A former employee of the New York State's Department of Transportation maintains that he was fired for speaking to the press, even though he had nothing but good things to say about his employer.
But the DOT claims they fired Mike Fayette, an engineer who worked for the agency for 29 years, because of blemishes on his work record.
In August 2012, Fayette, spoke with the Adirondack Daily Enterprise, a newspaper in upstate New York, about Hurricane Irene. Chris Knight, a reporter with the Enterprise, said he first tried contacting the Department of Transportation's press office but did not receive a response. Instead, he reached out to Fayette, 55.
In the article, Fayette praised his employer over its preparation for Hurricane Irene. The newspaper printed a quote from Fayette in bold on its front page: "We were up for it."
This month, Fayette, of Alexandria Bay, N.Y., chose to retire early instead of fighting charges of "insubordination and failure to comply with settlement terms previously agreed upon."
Those settlement terms were in reference to disciplinary actions against him for a relationship with a subordinate employee over a year ago.
Fayette admits that he made a mistake in using his employer-issued Blackberry, computer, and vehicle during communications with the employee.
"It's an embarrassing chapter in my life. I just want to get past it," Fayette said.
He was suspended for 10 days and he was fined 10 days' pay.
"I held up my end of the bargain. They docked my pay and took vacation time. I complied with all of that. When do I stop paying?" Fayette said.
A spokesman for the Department of Transportation provided a statement to ABC News:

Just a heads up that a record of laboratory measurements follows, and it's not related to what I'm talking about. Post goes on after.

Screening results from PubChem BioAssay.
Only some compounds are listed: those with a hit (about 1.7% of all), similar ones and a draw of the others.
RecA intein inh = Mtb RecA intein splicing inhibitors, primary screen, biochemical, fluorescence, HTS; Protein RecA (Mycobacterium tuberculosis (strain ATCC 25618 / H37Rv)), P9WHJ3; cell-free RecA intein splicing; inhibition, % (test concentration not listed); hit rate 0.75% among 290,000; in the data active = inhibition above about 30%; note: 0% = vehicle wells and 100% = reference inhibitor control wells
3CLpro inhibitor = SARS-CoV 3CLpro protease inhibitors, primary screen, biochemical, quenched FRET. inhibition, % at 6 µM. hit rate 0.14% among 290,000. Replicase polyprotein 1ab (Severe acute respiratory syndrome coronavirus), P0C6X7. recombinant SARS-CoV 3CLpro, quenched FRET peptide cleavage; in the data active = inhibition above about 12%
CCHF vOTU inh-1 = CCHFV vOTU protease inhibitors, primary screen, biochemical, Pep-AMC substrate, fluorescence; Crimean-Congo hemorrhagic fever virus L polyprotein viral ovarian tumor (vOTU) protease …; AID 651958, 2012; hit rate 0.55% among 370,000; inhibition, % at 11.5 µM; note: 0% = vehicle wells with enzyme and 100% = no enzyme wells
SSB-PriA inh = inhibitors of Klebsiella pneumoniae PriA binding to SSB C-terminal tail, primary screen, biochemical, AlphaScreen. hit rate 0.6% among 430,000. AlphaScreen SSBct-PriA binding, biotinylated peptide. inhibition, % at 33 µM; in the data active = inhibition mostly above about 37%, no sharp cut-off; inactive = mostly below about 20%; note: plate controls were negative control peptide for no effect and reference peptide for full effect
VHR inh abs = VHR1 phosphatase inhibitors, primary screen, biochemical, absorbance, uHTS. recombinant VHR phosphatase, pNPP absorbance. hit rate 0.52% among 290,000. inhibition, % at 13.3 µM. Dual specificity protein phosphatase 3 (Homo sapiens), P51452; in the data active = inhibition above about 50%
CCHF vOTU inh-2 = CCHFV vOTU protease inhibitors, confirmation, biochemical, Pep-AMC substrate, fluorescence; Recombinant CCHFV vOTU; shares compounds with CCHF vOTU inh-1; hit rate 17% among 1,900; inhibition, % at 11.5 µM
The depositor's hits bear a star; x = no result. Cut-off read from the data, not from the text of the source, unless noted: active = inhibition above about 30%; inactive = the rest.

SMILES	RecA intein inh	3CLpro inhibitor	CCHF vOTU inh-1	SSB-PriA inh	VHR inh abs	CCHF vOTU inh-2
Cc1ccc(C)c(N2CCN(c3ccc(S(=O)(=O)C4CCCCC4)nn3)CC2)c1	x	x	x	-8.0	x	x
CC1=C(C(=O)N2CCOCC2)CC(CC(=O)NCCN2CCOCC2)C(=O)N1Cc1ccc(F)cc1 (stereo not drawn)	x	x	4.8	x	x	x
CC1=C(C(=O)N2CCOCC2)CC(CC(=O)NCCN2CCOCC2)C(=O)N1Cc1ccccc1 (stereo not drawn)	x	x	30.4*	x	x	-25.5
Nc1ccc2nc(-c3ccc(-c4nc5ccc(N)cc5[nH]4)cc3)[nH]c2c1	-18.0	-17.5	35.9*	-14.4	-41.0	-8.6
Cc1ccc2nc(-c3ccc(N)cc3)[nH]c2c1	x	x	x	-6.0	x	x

"This individual had a record of substantiated violations of state and DOT policy, including the misuse of state resources to further an inappropriate sexual relationship with a subordinate. As publically available records make clear, his separation from state service was based upon this entire history. Our employees talk to the press every day in the course of their duties, employees are not terminated for failure to follow general media policies and that was not the basis of termination in this case."
The statement that employees are free to talk to the media contradicts Fayette's account of disciplinary actions against him.
In September, after the Enterprise's article was published, Fayette received the first of several letters from the Department of Transportation's Employee Relations Bureau, which ordered him to the agency's main office in Albany on Sept. 12 for a "disciplinary interrogation."
Sometime during the hearing, Fayette said he was shown the Transportation Department's "News Media Contact" policy. It states that the approval of the department's press office is required "for any oral or written statement given to news media representatives," the Enterprise reported.
Two days later, he received a second letter that stated that his employer initiated discipline for "actions constituting misconduct and/or incompetence" and if guilty, "the penalty exacted against you will consist of termination," the Enterprise first reported.
Eventually, the department offered Fayette to relocate to an office in Albany and a permanent demotion in his pay.
Instead of accepting the drop in pay, which would have cost several thousand dollars a year, and unable to afford to move, Fayette chose early retirement instead.